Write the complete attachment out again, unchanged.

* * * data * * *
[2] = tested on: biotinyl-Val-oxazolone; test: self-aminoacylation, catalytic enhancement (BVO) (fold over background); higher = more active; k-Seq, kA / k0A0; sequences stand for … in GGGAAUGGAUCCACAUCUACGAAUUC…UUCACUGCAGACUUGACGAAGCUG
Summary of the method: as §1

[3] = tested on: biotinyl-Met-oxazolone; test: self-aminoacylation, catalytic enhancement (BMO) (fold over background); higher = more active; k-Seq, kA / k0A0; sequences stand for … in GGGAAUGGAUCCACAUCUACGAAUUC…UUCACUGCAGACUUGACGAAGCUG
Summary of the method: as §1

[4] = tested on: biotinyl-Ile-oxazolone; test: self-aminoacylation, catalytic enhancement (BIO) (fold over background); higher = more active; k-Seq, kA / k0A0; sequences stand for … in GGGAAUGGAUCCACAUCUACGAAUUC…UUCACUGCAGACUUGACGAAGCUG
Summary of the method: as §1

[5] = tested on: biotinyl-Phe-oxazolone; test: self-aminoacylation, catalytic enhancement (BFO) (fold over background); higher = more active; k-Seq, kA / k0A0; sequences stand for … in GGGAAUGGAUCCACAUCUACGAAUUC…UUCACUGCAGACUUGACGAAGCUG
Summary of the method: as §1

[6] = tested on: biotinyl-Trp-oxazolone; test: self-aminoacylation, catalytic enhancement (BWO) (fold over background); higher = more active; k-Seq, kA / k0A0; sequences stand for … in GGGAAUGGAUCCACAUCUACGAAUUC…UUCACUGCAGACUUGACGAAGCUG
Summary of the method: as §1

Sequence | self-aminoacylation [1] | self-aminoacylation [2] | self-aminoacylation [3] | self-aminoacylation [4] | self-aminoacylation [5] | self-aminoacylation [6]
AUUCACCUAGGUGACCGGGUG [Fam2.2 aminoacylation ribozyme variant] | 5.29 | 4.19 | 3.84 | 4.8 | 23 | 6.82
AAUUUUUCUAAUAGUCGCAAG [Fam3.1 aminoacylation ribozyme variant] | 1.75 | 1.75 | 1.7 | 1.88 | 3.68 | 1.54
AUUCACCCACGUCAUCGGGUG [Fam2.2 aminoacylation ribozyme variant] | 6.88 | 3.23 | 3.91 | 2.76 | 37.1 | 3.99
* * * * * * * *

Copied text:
[2] = tested on: biotinyl-Val-oxazolone; test: self-aminoacylation, catalytic enhancement (BVO) (fold over background); higher = more active; k-Seq, kA / k0A0; sequences stand for … in GGGAAUGGAUCCACAUCUACGAAUUC…UUCACUGCAGACUUGACGAAGCUG
Summary of the method: as §1

[3] = tested on: biotinyl-Met-oxazolone; test: self-aminoacylation, catalytic enhancement (BMO) (fold over background); higher = more active; k-Seq, kA / k0A0; sequences stand for … in GGGAAUGGAUCCACAUCUACGAAUUC…UUCACUGCAGACUUGACGAAGCUG
Summary of the method: as §1

[4] = tested on: biotinyl-Ile-oxazolone; test: self-aminoacylation, catalytic enhancement (BIO) (fold over background); higher = more active; k-Seq, kA / k0A0; sequences stand for … in GGGAAUGGAUCCACAUCUACGAAUUC…UUCACUGCAGACUUGACGAAGCUG
Summary of the method: as §1

[5] = tested on: biotinyl-Phe-oxazolone; test: self-aminoacylation, catalytic enhancement (BFO) (fold over background); higher = more active; k-Seq, kA / k0A0; sequences stand for … in GGGAAUGGAUCCACAUCUACGAAUUC…UUCACUGCAGACUUGACGAAGCUG
Summary of the method: as §1

[6] = tested on: biotinyl-Trp-oxazolone; test: self-aminoacylation, catalytic enhancement (BWO) (fold over background); higher = more active; k-Seq, kA / k0A0; sequences stand for … in GGGAAUGGAUCCACAUCUACGAAUUC…UUCACUGCAGACUUGACGAAGCUG
Summary of the method: as §1

Sequence | self-aminoacylation [1] | self-aminoacylation [2] | self-aminoacylation [3] | self-aminoacylation [4] | self-aminoacylation [5] | self-aminoacylation [6]
AUUCACCUAGGUGACCGGGUG [Fam2.2 aminoacylation ribozyme variant] | 5.29 | 4.19 | 3.84 | 4.8 | 23 | 6.82
AAUUUUUCUAAUAGUCGCAAG [Fam3.1 aminoacylation ribozyme variant] | 1.75 | 1.75 | 1.7 | 1.88 | 3.68 | 1.54
AUUCACCCACGUCAUCGGGUG [Fam2.2 aminoacylation ribozyme variant] | 6.88 | 3.23 | 3.91 | 2.76 | 37.1 | 3.99